41. Kelly - great answer. Some of the world's great images have been printed quite large and impress viewers despite the fact that they were shot with systems that had less total resolution and/or more grain than a modern DSLR + CAD designed lens. I can even think of one famous photographer who produced some of the finest work in his field using 35mm when his contemporaries generally used medium and large format.
    Matthew - make a moving shot that the couple will love and use your best technique to optimize sharpness and clarity. After that, with the right post processing the rest will fall into place.
     
  42. I have had prints of this size made from low ISO, on-tripod exposures from my 20D and 40D. It's really pushing the limit if you want incredibly fine detail such as for landscape photography, but for portraits it looks great. They will still see more wrinkles and details than they care to.
    I use Adobe bicubic smoother to upsize. Ask your lab what resolution they recommend. I was surprised when my lab told me anything bigger than 250 ppi was wasted for the C prints I'd been ordering.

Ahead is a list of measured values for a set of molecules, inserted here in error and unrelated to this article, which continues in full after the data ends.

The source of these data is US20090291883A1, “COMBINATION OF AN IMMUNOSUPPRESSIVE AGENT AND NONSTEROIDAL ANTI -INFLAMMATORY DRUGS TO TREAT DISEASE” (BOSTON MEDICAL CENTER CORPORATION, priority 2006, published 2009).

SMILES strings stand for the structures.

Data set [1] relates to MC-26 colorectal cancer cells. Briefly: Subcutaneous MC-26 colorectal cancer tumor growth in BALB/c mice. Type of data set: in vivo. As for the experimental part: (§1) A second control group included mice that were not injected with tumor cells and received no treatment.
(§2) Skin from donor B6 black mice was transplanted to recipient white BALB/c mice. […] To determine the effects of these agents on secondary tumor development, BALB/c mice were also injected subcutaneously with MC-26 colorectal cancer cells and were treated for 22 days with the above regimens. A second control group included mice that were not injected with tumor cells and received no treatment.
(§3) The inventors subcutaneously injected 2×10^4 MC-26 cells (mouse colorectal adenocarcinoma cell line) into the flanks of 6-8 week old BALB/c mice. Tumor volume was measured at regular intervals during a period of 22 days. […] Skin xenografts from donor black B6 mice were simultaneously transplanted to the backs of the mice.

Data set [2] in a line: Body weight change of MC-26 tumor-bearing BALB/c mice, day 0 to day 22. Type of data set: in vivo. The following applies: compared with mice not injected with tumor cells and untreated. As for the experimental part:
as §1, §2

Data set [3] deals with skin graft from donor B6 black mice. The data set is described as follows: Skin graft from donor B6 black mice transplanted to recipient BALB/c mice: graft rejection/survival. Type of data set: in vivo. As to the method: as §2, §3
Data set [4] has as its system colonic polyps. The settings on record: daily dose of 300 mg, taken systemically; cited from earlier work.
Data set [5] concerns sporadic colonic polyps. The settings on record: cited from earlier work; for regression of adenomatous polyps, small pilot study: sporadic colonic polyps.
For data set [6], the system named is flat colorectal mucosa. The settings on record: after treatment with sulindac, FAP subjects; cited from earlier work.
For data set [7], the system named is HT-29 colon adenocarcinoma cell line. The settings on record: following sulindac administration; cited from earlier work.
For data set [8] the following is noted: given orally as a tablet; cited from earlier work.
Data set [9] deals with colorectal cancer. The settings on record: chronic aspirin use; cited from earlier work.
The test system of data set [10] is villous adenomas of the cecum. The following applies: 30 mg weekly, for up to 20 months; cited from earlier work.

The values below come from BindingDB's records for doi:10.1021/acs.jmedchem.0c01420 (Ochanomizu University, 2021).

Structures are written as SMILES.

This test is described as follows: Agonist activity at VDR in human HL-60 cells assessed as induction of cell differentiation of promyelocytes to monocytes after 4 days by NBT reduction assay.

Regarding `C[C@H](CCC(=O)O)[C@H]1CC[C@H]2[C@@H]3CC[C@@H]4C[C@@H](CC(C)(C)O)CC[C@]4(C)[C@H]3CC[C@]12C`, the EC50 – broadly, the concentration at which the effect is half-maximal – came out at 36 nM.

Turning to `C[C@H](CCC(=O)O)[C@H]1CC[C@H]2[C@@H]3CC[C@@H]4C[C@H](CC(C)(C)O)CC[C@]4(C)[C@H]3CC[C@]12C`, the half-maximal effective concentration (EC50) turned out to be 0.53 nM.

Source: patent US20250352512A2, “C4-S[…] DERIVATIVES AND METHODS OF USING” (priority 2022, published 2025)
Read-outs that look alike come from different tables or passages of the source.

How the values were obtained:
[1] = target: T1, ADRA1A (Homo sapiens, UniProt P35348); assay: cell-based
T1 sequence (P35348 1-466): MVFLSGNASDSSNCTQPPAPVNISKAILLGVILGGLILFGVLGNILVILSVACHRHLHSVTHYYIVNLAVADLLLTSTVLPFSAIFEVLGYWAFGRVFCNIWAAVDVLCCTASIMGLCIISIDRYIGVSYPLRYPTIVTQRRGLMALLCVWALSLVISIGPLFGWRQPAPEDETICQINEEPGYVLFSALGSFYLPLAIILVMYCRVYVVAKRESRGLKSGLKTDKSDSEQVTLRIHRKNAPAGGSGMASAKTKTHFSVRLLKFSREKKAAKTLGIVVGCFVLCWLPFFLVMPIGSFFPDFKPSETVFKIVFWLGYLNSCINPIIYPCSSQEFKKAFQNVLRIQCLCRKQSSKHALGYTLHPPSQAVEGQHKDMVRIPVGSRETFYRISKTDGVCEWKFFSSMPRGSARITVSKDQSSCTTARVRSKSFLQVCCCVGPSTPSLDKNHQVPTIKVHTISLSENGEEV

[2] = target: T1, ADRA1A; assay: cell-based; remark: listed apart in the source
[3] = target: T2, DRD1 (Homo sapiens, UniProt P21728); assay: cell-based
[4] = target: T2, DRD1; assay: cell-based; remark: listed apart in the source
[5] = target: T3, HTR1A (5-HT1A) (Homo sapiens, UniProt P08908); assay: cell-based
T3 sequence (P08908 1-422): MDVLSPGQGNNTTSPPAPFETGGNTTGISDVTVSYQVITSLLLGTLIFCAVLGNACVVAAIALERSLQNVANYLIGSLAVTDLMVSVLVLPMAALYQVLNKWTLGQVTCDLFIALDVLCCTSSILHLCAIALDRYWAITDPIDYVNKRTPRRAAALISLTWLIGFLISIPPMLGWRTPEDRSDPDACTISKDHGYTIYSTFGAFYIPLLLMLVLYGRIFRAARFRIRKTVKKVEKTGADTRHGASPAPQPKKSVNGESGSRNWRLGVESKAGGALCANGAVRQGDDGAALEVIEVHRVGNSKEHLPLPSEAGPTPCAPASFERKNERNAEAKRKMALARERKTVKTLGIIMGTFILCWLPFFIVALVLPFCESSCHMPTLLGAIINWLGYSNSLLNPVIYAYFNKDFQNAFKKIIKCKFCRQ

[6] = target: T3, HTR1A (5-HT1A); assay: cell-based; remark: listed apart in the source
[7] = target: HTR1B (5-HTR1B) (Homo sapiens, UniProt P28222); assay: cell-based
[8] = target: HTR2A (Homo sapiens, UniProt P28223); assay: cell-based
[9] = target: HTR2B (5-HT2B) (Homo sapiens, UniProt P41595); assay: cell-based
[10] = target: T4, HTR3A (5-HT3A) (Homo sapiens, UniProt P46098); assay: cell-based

43. Photo quality is 300dpi.​
    Please stop it. That is simply not a true generalization. If you know what you are doing in post and in printing you can produce very fine prints at 180 ppi depending upon subject. There is a lot of silliness tossed around here as truth about printing - and the "must print at 300 dpi" generalization is one of the worst. It always makes me wonder if a) the poster has actually made large prints, b) the poster has a clue how to optimally use post-processing techniques such as smart sharpen and unsharp mask, c) the poster knows that you have to over-sharpen for printing (to compensate for ink spread on the paper, and d) if the poster actually started with a truly sharp photograph.
    Dan
     
  44. Here is a copy of something I recently posted in another forum:
    Just for fun, with an excellent original (good lens, tripod, MLU, remote release, careful focus, IS off) try the following in Photoshop:
    1. Make your background layer (the one holding the original image) a "smart layer" by choosing Filter -> Convert to Smart Layer in CS4.
    2. Select the background layer and then select Filter -> Sharpen -> Smartsharpen...